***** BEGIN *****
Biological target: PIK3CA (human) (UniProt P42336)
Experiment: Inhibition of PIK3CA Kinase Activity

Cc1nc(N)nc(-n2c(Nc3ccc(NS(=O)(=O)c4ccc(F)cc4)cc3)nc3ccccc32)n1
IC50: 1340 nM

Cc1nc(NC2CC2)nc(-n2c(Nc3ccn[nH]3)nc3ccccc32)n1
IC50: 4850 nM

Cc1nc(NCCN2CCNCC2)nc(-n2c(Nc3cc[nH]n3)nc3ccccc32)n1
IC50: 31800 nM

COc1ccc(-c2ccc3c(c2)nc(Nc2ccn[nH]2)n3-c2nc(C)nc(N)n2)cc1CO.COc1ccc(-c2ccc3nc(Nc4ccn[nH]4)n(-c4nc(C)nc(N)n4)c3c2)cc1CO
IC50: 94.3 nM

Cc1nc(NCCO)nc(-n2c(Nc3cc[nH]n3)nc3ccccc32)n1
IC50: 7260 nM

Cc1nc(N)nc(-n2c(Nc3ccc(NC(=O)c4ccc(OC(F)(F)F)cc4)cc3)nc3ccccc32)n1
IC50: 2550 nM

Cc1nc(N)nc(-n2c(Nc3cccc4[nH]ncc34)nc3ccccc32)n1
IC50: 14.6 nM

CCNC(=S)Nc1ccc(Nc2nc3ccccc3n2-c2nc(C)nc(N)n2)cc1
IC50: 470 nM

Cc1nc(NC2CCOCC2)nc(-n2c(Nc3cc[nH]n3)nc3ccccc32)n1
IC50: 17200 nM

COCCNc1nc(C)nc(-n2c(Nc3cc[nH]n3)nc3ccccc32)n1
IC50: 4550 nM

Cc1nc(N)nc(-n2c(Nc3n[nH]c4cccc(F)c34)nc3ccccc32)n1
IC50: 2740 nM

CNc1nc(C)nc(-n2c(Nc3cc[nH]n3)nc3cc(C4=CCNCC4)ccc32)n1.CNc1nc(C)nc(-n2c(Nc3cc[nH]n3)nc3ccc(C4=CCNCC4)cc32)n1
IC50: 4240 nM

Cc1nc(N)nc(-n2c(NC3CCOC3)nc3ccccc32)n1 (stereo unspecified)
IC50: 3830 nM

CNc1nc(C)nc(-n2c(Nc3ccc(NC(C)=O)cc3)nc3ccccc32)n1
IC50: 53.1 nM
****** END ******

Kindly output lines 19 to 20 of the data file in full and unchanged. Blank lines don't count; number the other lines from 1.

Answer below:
Cc1nc(NC2CCOCC2)nc(-n2c(Nc3cc[nH]n3)nc3ccccc32)n1
IC50: 17200 nM